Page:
Once you have a couple 10 stacks of each material, hit I and click the icons on the right side of the screen to fashion yourself a stone pick and, assuming you've had enough time to oggle your jiggly rude parts, a set of rough garments (you'll need the armor - besides, no one should mine naked). Use the stone pick on bigger boulders to gather materials for a stone hatchet too. Continue hitting E like a madman to gather as many resources (particularly branches and plant fiber, but stone too) as you can, but keep moving forward toward the city.

Keep an eye on your needs bar on the top of the screen- munch on the insects you got as a byproduct of plant fiber, and take a swig (hit I, click the water skin, and use it) from your water bottle. A river runs along the southern portion of the city, and that's a good place to start your first camp. Search for a good spot, but avoid the north bank (and its roving bands of hyenas) for now. You're looking for a spot close to the bank (for water, wood, bark, and plant fiber) but somewhat elevated (for easy access to stone above and at the bank). Make a fiber bedroll once you find a spot, then hit E to interact with it to save it as your spawn point. Don't venture too far from this point as you begin gathering - you'll likely die soon and won't want to walk far to retrieve your stuff.

By now you should be level 3 or so. Everything in the game gives you experience (even the passing of time, under some server rules), so starting gathering the stone and wood you need to build your first shelter. You should also craft a torch in case nightfall catches you out. When you have enough material to create a campfire, put down a foundation FIRST and assemble the campfire on top of it. You'll build your house around it, so you won't lose materials from having to dismantle the campfire and move it inside (where it can provide light on those first few dark nights).


The Campfire (or How to Use Crafting Stations)

Once you harvest a massive bundle of branches (just harvest wood with an axe and get branches in the offing, you'll need wood somehow) and some stone, you'll want to build a campfire. A campfire is much like other crafting stations, it requires you to place a fuel (wood or branches) and ingredients in the container and set the burner to On. (Other stations require different fuels - the blacksmith's furnace requires coal, and the tanning station requires bark). If you chose valid ingredients, you'll see what you're producing at the bottom of the righthand UI. You can close the UI and the food will continue to cook as long as there's fuel available, but be aware that fuel will continue to be consumed until you stop the burner or the fuel is gone.

Cooking meat (even fresh meat) promptly and prior to eating it is important. Consuming raw or putrid meat will lead to food poisoning, which saps you of at least of a quarter of your health and stamina. That's better than starving, so do it if you need to, but cooked meat is more filling and lasts longer in inventory.

If you haven't had much luck hunting, you can still make Gruel with one plant fiber and one seed. Each helping only satisfies one point of food need, but it's better than nothing.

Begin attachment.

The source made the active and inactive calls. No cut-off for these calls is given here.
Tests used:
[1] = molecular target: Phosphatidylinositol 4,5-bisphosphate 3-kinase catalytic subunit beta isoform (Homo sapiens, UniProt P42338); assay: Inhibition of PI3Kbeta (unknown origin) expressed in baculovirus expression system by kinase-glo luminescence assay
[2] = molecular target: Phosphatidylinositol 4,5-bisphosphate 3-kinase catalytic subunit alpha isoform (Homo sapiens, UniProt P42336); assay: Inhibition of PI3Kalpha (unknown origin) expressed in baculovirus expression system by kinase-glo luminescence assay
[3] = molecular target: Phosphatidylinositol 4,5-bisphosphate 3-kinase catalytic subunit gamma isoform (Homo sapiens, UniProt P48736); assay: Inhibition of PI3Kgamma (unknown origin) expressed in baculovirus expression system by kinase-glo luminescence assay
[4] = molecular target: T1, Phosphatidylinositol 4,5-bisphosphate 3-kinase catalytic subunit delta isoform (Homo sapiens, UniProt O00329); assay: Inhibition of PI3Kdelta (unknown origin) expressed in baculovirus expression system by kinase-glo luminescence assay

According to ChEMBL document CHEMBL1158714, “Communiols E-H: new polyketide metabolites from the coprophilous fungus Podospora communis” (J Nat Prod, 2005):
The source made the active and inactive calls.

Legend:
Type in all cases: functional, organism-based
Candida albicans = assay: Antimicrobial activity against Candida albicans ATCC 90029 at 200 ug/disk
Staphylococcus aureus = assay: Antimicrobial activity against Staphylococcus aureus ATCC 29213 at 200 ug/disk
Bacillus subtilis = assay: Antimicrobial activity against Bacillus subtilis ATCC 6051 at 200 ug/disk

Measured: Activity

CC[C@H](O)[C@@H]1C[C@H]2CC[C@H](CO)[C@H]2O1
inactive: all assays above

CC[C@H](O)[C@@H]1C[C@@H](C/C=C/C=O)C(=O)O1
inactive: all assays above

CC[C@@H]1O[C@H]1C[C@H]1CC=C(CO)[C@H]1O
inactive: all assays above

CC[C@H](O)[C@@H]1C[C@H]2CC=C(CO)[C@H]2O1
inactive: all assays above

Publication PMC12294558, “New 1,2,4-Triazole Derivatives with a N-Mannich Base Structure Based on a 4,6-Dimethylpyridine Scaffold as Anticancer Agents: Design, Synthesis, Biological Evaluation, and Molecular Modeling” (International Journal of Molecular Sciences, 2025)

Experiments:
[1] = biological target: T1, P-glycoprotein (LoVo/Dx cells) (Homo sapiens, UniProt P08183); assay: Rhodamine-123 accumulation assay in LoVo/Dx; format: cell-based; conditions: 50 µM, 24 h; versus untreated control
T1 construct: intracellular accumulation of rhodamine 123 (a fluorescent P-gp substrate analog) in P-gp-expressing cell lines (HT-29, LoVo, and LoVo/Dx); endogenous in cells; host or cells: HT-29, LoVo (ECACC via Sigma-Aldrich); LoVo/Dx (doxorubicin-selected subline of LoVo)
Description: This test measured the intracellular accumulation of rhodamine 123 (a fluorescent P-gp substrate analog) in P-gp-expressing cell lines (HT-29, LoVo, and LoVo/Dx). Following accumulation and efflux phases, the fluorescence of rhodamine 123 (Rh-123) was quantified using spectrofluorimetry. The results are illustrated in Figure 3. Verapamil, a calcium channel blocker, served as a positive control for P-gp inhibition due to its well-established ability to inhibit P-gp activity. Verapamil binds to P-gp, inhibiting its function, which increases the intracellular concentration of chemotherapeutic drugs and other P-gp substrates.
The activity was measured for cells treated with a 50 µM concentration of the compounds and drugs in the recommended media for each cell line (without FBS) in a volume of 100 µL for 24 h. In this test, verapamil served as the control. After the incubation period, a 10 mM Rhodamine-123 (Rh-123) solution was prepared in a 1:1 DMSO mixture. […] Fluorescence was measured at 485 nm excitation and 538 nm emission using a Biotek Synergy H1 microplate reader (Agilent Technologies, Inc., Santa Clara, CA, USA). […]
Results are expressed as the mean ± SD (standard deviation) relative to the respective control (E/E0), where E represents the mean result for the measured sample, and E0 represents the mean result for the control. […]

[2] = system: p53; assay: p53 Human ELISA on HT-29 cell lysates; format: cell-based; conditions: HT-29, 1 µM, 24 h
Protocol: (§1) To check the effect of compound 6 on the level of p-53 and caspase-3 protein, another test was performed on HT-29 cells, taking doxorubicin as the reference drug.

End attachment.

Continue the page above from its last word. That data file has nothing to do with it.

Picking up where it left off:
Understanding Your Needs

Thirst and hunger are your most immediate needs. That is, assuming you haven't had the bad luck of finding yourself in a sandstorm, in which case you should hunker down in a shelter (failing that, in a mountain crevasse or behind some stone pillar or whatever might count as shelter nearby) and wait for it to end. Later in the game you can craft items that save you the health damage from sandstorms.

  • Health - Your hitpoints, when this gets to zero, you die. Automatically regenerates, is increased by the vitality attribute.
  • Stamina - Controls how long you can run, swing weapons, etc. Using this stat seems to have an effect on hunger and thirst. Auto regens, increased by Grit.
  • Thirst - Your easiest need to fulfill even early in the game. Simply go dunk yourself in the river and hit E to drink. Later you'll want to craft waterskins and build wells to make the trip easier.
  • Hunger - Early in the game, sate your hunger with scaleback eggs and grubs / insects (found when harvesting plant fiber). Once you make your campfire, things get much easier as meat becomes a byproduct of the stuff you're hunting for hides. Just remember to cook it up and eat it before it turns putrid.
  • XP - Your progress towards the next level, unlocking new attribute points and recipes.
  • Encumberance - How much weight you're carrying. The dial indicator moves from green to yellow to red. When you're maxed out, you won't be able to move.

Other Early Game Tips and Words of Caution

  • Items you drop on the ground decay quickly. On my first playthrough I mined 300 stone, dropped it inside my house, and went back to mine 60 more for my Shrine of Mitra. When I returned a few minutes later, the original 300 was gone. Increase your encumbrance stat to 2 or 3 as soon as possible so you can carry everything you need for big building projects. Or, if you're not much of a roleplayer, you can store items in your campfire for a longer period of time (for now).
  • Fiber bedrolls only last for one respawn. Make a new one each time until you can make a bed (level 13) that lasts for multiple respawns.
  • Sprint with the shift key (by default), crouch / stealth with the Ctrl key.
  • Resource nodes and NPCs respawn in the same places - don't be afraid of mining or hunting out an area.